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What makes this particular syntax more confusing is that pre-2.0 the + was
considered part of the license identifier. It was promoted to an operator
in the 2.0 spec which does create some backwards compatibility issues (as
well as some confusion).
From: Wheeler, David A [mailto:dwheeler@...]
Sent: Monday, November 2, 2015 12:12 PM
To: Philippe Ombredanne; Gary O'Neall
Cc: spdx-tech@...; SPDX-legal
Subject: RE: Is "+" a valid character of a LicenseRef idstring?
This + is a suffix and not a freestanding character, right?You may be confusing a SPDX "license identifier" and a SPDX "license
Then again we would be better off to get rid of the plus entirely!
expression". It's a subtle point.
The purpose of a "license identifier" is to identify a specific text of
a specific license text, using a short name. In SPDX 2.0 there is no
"+" in a standard license identifier. In particular, "GPL-2.0" is a
license identifier, and "GPL-2.0+" is *NOT*. If all you want to do is
identify a particular license text, use a license identifier. No "+"
exists at the end of a license identifier.
However, a "license identifier" is often inadequate for describing the
licensing requirements imposed on users and later developers. Many
packages have different subcomponents with different licenses. Many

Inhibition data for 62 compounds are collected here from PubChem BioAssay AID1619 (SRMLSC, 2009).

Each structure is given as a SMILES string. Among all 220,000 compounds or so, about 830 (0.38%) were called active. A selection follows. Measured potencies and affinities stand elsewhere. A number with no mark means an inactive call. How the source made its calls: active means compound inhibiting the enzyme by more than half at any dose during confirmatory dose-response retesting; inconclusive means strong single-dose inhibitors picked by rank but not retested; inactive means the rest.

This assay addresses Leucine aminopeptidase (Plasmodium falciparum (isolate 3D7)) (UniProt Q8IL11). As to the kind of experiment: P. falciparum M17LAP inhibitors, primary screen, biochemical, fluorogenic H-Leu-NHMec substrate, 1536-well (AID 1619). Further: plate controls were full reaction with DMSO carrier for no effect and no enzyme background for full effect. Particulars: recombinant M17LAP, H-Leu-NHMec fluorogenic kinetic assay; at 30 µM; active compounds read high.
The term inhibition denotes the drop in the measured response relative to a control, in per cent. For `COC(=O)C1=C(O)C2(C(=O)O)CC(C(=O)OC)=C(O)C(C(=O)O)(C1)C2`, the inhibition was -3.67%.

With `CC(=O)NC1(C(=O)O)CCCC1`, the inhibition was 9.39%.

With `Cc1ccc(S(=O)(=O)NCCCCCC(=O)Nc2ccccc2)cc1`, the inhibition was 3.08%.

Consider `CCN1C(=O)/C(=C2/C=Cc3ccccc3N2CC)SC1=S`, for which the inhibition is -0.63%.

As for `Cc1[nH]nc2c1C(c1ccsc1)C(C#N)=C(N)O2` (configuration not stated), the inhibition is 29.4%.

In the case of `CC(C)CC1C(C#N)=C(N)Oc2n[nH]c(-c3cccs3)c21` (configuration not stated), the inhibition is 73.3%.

packages include the text of some license (such as the GPL version
2.0), but there are often two possible cases:
- You must use this particular version of the license.
- You may use this or any later version of the license.
Thus, SPDX 2.0 defines a "license expression" for describing how
license texts apply to software packages,. A license expression is
built out of license identifiers but adds ways to describe how the
license texts are used. A "+" appended after the name of a license
identifier means "or any later version may also be used". E.G., the
license expressions "(GPL-2.0+ WITH Classpath-Exception-2.0)" and "(MIT
AND BSD-3-CLAUSE)" express how the license text requirements are
imposed on recipients (users and developers). License expressions use
the long-standing convention is that if software is licensed using
"this or any later version" you add a "+" to the name of the license.
You can argue that the "+" should be the default, but standards
typically work best if they build on pre-existing conventions, and that
was certainly the case here.
--- David A. Wheeler